At a molded density of 7.2 g/cm3, a density that is known to be a challenge for the EBS system, the Vulcan shows a large improvement in the properties of the product. This density yields differences in TRS strengths up to 18.0% greater for samples sintered in the Single Layer condition and 3.8% for samples sintered in the Double Stack condition.

Overall, the Vulcan’s TRS strengths are greater for the Single Layer condition by 5.6 to 18.0% and for the Double Stack condition by 1.2 to 6.4%. Therefore, the Vulcan produces better quality parts no matter the lubricant content or density.

In nearly all cases, the product sintered in a double-stacked condition on the Vulcan has strengths equal to or better than those sintered in a single-stacked condition on the conventional system. In the double-stacked condition, the Vulcan has strengths up to 7.1% better than those sintered in a single stacked condition on the conventional system. This would indicate the Vulcan has the potential to produce at twice the production rate and still produce a product equal to or superior to one sintered on a conventional furnace.

Hardness: Rockwell B (HRB)

During the processing of the TRS samples, parts were allowed to normalize. Therefore, any difference seen in hardness can be attributed to lubricant removal increasing the quality of sinter, not from processing. With the lubricant removed, there is no barrier between the particles. With the particles in greater contact with one another, porosity is decreased. The result of decreasing porosity is increasing hardness. The data shows hardness values favor the Vulcan Process for all comparable conditions. The Vulcan increases hardness in the Single Stack condition from 2.4% to 6.3% and in the Double Stack condition up to 5.8%.

Data from Figure 4 shows the largest difference in hardness is seen in the 6.8 g/cm3, 0.50 wt% single layer samples. The HRB hardness favors the Vulcan process by a difference of 6.3%. This can be explained by lubricant removal increasing the quality of the sinter. The 6.8 g/cm3 samples are the most porous of those tested. The more porosity the lower the hardness value. Therefore, a better-quality sinter in a porous sample, results in a larger percent difference in hardness.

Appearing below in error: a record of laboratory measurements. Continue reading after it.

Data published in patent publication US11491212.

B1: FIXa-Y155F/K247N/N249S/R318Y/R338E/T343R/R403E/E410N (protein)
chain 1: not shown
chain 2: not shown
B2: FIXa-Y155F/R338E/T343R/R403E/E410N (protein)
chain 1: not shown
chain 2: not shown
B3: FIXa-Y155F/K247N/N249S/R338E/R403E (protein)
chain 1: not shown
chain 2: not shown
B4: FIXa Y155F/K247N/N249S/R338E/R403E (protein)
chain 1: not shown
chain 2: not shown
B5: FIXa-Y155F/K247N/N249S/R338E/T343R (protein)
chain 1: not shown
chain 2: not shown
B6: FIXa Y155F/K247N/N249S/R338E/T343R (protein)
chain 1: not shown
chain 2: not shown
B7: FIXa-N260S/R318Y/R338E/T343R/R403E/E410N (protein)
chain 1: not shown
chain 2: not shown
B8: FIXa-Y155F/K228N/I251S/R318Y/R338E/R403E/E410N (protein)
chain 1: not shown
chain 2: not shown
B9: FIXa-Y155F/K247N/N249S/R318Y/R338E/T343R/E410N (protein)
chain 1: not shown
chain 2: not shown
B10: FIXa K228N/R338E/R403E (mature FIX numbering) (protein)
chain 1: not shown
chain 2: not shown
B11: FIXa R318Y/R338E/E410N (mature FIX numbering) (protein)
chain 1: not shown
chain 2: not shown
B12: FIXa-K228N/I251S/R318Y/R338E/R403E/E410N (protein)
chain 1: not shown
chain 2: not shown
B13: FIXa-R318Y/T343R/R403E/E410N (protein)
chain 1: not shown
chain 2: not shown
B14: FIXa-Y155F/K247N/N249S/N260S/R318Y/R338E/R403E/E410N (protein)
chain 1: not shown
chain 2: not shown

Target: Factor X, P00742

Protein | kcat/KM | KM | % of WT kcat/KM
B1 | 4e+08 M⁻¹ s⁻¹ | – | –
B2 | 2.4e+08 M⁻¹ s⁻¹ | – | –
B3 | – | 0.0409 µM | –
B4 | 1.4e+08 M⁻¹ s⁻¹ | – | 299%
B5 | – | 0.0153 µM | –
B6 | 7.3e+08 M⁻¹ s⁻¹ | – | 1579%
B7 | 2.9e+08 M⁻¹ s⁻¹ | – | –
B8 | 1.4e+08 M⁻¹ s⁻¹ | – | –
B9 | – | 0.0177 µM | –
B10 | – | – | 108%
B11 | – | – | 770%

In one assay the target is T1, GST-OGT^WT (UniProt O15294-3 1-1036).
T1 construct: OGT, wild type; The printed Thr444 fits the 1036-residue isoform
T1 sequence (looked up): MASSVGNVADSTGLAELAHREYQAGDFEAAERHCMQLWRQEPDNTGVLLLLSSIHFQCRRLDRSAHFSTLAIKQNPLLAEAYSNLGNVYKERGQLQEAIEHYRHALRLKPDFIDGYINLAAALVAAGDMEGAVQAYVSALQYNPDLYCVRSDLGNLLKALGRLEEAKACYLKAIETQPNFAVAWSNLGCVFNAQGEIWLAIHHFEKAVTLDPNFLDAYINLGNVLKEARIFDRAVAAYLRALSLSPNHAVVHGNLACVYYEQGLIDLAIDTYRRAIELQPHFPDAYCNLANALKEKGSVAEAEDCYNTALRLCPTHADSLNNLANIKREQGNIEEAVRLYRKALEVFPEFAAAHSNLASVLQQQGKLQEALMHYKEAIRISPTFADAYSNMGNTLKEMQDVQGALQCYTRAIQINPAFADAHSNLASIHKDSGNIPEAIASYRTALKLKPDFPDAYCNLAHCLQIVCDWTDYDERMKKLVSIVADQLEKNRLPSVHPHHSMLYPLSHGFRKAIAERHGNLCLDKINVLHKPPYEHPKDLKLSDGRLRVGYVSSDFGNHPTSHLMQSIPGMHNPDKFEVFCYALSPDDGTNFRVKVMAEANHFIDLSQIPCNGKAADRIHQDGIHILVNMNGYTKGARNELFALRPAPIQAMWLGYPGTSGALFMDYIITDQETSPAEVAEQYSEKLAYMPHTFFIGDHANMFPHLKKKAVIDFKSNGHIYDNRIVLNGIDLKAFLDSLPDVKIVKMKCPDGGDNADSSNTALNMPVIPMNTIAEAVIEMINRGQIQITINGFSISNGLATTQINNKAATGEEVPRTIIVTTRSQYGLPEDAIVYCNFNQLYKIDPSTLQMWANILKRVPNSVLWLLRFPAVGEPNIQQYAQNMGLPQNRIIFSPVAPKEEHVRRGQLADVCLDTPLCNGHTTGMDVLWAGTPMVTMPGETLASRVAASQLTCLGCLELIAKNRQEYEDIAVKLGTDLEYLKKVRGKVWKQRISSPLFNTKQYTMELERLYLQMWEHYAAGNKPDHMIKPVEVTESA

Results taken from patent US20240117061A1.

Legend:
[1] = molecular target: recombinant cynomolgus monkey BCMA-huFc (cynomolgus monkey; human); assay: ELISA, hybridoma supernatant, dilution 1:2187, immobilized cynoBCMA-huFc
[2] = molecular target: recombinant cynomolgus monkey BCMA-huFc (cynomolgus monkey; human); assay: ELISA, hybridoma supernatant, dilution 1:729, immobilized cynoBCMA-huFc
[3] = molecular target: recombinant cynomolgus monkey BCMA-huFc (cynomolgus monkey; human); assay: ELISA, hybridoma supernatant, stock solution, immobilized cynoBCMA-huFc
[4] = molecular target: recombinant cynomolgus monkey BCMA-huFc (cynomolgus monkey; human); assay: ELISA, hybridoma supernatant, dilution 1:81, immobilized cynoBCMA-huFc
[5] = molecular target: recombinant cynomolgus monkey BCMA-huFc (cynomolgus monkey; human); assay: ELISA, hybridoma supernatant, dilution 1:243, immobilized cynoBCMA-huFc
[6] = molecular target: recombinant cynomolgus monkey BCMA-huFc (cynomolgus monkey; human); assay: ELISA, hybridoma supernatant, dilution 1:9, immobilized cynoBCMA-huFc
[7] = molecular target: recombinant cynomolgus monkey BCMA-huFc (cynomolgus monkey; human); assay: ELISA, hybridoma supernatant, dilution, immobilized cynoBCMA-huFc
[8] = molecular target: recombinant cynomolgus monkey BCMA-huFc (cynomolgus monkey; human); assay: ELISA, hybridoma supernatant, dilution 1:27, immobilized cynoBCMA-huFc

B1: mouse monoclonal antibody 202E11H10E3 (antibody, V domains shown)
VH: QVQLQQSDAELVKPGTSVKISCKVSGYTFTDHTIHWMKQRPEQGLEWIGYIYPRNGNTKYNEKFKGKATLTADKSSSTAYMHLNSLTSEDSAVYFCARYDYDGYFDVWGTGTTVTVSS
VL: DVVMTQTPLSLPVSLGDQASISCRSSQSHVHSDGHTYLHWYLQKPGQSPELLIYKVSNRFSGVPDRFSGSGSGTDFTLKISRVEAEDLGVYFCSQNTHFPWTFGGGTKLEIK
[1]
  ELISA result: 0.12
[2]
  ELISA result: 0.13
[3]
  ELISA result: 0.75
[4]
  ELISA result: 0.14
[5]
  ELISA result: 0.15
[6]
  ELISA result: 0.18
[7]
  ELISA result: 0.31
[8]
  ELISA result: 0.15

Figure 4: Combined Hardness Rockwell B (HRB), with error bars, vs. lubricant content.

As molded density increases, the samples become less porous. The result of less porosity is an increase in hardness. The data shows the importance of lubricant removal. The Vulcan provides an increase in hardness for all comparable conditions. In the
7.0 g/cm
3 samples, the Vulcan increases hardness by 3.2% to 5.1% in the single layer condition and 0.7% to 4.6% in the double stack condition. The Vulcan 7.2 g/cm3 density single stacks samples hardness values are increased by up to 4.7% and by up to 4.0% in the double stack condition.

The data in Figure 4 reveals Vulcan hardness values are greater for all comparable conditions no matter the lubricant content or density. Therefore, the hardness data shows that, by removing more lubricant, the Vulcan provides a better-quality sinter compared to the conventional furnace.


The removal of all the lubricant will allow for a better-quality sinter because the particles will be in greater contact. This greater contact will reduce porosity within the component and, therefore, increase density.

The 6.8 g/cm3 density samples from both processes were evaluated for Archimedes density. The data shows the Vulcan provides more dense parts. In the single-layer condition, the Vulcan increases density by 1.2% and in the double stack condition by 1.7%.

The greater increase in the double-stack condition can be explained by the fact that the conventional furnace struggles with lubricant removal in this loading condition. In nearly all the testing, in all comparable conditions, the conventional double stack saw the lower values. This being lower allows for a greater increase in physical properties.

Scanning Electron Microscope (SEM) Images and Pore Analysis

The Vulcan is providing an increase in all the properties tested. With all the lubricant removed, the particles would be in greater contact. This contact is providing a better-quality sinter.